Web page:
“Write me letters,” I would tell them. “Whenever you reach for that blade, pick up a pen instead. Keep your hands busy, your mind active. Write until your wrist aches. Let that be the pain.”

And maybe I would spend my days with a pile of letters from girls. And boys. And I would write back, and we would have a conversation. Because this is the sort of thing we need to start conversing about.

If tomorrow I wake up to an e-mail or a message or a handwritten typewriter letter from a girl who wants to share her story, who needs an ear, I will close my eyes and take a deep breath.

And then I will begin to tackle it with an electronic hug of sorts.

Maybe it's a collection of small moments. And an active decision to save certain ones.

letter 29 – someone you want to tell everything to, but too afraid

via weheartit.com

Dear Mike,

Sometimes, I wonder what I ever saw in MySpace. It’s such a mess of a site.

Sometimes, I wonder what I ever saw in cross-country. It’s such a lonely sport. But then I wonder what would’ve happened if I never joined MySpace or ran cross-country. If our paths had never crossed.

I wrote ten different letters in my head before I settled on this one, but maybe that’s what this whole thing’s about. I knew that when I started this challenge, you deserved a letter. I just didn’t know what it would say.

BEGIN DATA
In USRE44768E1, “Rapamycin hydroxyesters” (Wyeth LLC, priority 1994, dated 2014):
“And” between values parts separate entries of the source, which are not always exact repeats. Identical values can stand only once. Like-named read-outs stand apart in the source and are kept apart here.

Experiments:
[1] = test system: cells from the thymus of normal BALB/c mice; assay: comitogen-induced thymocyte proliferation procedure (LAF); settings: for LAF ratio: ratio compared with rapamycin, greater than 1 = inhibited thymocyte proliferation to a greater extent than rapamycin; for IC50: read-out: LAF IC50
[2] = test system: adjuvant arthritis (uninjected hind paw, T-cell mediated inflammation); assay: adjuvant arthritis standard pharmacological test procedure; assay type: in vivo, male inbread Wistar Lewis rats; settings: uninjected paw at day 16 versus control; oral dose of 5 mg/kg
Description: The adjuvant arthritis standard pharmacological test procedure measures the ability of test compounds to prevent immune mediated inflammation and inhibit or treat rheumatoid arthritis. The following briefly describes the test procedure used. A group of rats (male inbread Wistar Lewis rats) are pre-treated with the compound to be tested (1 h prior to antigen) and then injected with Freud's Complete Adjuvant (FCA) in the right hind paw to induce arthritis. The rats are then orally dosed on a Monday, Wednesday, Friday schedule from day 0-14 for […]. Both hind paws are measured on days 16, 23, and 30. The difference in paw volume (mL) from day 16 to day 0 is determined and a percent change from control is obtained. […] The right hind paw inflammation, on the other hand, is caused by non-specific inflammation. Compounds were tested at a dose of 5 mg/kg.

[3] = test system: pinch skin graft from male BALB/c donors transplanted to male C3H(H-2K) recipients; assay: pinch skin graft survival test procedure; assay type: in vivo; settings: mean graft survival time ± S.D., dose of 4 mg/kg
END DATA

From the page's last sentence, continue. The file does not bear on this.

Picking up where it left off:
This is a thank you for never judging me when you found out where I’d been. Who I’d been. For seeing me the same way you’ve seen me for the last five years. For reminding me why I like being friends with guys. For being in my life for these last six years, however sparse at times.

That’s my fault—not yours.

Thank you for arguing with me about who had a better boy’s varsity team well past midnight all those years ago on AIM when I should’ve been doing homework. Thank you for keeping me up until two a.m. and always telling me to have sweet dreams when I couldn’t keep my eyes open anymore.

You’re one of only a handful of consistencies in my life. And I don’t think I ever tell you that, but you deserve to know. You deserve the truth.

For some reason, whenever I listen to Hands Down by Dashboard Confessional, I think of you. And sometimes, I want to call you and tell you how many songs I imported into iTunes (just so you know, it’s 5526 songs).

Sometimes, I feel like I’m back in your red Jeep on the way to the King of Prussia mall and you’re making fun of me for playing 3 Doors Down because it’s the first artist I recognize when I scroll through your iPod.